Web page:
Thursday, October 17, 2013

Elsewhere: Boehner, Cruz, more

Over at the Post this week...I think I'll pull a quote from today's PP post:
We can’t know for sure, at least on the evidence we have right now, whether Boehner was following the wishes of the majority of his conference on October 1 or on October 16. But what evidence we have strongly suggests he was. There’s plenty of blame to go around for the shutdown and debt-limit fiasco, but any account which focuses mainly on Boehner is probably letting both the moderates and the mainstream conservatives — in other words, most House Republicans — off far too easy.

More on extortion for the sake of extortion

Why this is bad for Ted Cruz's nomination hopes

And looking ahead to January


  1. If the party begins to poll negatively, I wonder if they'll throw the baby out with the bathwater and rid themselves of Boehner in an effort to create the perception of unity; he's the only true potential scape-goat, though we have seen Cruz getting much of the public blame.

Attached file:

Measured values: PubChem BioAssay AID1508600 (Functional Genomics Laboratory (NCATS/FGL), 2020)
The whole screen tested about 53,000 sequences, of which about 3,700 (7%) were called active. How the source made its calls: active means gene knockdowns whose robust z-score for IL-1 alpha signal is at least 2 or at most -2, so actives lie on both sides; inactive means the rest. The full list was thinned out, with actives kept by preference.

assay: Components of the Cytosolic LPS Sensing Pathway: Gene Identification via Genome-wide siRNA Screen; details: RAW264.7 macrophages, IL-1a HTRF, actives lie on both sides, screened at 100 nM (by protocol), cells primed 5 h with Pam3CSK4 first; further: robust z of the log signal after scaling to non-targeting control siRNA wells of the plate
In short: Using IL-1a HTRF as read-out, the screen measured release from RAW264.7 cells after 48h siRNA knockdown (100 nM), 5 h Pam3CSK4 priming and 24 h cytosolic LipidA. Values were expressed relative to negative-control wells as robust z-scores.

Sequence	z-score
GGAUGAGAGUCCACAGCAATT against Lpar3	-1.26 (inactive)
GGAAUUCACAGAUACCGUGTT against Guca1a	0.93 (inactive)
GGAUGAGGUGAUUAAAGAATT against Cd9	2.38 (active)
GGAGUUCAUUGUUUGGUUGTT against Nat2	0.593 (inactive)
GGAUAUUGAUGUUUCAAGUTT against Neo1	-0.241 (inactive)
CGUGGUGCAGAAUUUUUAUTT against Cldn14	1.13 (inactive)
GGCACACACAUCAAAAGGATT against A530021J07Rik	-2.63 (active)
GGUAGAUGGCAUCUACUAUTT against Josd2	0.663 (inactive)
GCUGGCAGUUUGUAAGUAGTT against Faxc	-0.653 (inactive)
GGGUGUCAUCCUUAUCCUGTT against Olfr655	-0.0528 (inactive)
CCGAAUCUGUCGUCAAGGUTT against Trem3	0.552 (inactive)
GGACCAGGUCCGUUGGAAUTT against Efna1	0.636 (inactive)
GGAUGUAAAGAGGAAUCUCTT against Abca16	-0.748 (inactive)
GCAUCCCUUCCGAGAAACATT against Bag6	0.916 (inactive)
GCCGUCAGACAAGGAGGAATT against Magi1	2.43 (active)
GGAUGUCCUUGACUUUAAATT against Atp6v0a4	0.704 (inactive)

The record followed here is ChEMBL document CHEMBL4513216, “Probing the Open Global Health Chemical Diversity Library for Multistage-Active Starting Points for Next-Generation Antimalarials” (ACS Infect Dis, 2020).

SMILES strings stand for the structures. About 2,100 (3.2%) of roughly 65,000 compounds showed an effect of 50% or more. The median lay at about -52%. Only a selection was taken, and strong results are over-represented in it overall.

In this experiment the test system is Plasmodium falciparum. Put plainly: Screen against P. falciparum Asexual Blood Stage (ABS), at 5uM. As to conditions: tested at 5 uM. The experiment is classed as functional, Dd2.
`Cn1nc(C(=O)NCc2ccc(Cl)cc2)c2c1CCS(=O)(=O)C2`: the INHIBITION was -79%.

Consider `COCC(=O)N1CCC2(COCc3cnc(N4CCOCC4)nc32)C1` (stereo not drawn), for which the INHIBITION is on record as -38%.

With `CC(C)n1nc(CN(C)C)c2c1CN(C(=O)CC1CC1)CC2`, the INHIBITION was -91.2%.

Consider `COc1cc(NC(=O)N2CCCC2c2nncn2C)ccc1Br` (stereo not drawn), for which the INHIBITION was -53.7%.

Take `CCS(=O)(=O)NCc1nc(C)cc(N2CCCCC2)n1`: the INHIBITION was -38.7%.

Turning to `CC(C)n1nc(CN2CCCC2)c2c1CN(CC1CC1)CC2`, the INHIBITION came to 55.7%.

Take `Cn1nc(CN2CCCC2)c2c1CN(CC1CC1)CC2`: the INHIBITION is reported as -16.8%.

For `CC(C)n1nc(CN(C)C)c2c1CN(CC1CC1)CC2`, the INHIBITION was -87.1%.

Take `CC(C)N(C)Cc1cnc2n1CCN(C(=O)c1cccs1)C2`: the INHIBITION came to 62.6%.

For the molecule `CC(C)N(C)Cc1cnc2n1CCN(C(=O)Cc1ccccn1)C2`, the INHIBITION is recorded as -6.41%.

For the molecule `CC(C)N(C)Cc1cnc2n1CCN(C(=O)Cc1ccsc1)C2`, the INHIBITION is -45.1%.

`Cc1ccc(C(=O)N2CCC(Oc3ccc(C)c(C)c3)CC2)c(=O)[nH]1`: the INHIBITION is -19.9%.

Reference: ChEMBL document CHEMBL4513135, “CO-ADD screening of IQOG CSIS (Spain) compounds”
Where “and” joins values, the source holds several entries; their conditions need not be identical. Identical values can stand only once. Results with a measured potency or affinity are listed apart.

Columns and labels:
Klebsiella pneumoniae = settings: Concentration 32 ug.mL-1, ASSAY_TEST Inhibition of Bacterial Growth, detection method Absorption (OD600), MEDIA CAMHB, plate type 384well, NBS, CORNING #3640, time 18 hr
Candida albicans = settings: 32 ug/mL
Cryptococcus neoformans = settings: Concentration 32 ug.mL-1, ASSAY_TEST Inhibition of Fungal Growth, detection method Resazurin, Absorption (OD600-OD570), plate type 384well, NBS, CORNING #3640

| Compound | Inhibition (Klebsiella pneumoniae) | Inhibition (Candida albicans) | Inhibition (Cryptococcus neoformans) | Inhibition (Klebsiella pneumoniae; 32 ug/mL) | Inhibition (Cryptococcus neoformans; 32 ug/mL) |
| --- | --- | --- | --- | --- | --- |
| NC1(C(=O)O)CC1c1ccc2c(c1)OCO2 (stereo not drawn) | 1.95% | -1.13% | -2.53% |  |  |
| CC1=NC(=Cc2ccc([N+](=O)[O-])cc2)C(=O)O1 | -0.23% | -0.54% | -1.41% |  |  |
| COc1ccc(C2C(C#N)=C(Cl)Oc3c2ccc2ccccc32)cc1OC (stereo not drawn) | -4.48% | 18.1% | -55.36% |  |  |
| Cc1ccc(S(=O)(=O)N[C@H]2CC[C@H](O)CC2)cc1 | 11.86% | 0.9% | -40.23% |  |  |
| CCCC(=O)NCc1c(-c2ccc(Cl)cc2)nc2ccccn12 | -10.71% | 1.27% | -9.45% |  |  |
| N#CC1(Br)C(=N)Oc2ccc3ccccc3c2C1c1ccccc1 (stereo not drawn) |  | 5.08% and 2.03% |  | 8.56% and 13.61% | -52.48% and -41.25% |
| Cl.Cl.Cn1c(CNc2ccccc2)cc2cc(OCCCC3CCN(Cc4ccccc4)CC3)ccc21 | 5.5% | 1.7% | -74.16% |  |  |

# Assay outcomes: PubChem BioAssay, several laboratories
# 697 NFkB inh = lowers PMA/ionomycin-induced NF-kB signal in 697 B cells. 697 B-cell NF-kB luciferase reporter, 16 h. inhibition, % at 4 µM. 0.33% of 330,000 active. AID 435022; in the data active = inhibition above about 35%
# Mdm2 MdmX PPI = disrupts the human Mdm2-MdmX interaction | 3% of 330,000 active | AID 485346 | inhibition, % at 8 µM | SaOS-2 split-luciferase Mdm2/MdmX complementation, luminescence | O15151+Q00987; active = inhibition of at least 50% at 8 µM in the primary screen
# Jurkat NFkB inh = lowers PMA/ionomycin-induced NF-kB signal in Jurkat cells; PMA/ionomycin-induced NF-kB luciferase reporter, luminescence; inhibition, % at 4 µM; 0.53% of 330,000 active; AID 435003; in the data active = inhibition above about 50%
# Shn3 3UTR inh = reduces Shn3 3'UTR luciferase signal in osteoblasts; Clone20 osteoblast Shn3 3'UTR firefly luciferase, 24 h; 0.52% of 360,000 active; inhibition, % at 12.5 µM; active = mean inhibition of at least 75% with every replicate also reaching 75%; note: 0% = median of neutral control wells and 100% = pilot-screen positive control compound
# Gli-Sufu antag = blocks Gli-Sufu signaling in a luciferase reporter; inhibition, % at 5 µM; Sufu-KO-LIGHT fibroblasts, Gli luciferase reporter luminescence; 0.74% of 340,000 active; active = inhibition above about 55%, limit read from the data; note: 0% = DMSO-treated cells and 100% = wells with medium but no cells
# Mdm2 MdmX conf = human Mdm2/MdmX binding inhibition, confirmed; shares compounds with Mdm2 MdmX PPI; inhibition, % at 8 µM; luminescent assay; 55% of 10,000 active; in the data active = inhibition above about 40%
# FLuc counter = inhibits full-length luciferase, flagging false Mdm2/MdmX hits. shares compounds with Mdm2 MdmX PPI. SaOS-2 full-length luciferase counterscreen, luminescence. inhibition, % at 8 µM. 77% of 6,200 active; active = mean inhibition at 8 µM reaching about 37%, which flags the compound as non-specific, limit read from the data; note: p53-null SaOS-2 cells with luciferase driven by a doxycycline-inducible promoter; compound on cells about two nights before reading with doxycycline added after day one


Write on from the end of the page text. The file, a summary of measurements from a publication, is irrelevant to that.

2. Your Post piece on Republicans' use of the shutdown to justify extortion for the sake of extortion strikes me as fitting in with your suggestion that Republicans' post-policy priorities are hurting their ability to govern. If we were talking solely about the policy and political preferences of the Republican Party, yes, they gained some token research into verification of income verification requirements for health care subsidies, and a bunch of Republican congresspeople managed to up their conservative credentials. In order to get those two benefits (neither of which is actual substantial policy), they had to spend two weeks without crucial government services that even most Republicans support, the country got dangerously close to default, the financial markets and ratings agencies became spooked, Congressional Republicans are getting the lion's share of blame for the shutdown in neutral media and public polling, their caucus is split and sniping at each other in the media, they have suffered immense embarrassment and brand deterioration, they appear incompetent to the general populace, in the end they were forced into accepting roughly the same deal the Democrats offered before the government shut down, and the moderate Republicans are now being criticized by crazies and charlatans who will complain that the RINOs sold them out (even though this is not even close to true). For most Republicans, this was an easily avoidable policy loss brought about by the desire for extortion for the sake of extortion. Failing to pass legislation that is obviously not zero-sum counts must count as a failure of post-policy Republican governance. One of two things must have happened: either party actors failed to foresee the severe damage that would unfold, or they made an active decision to allow the damage because their party rewards taking stands over enacting preferred policy, right?


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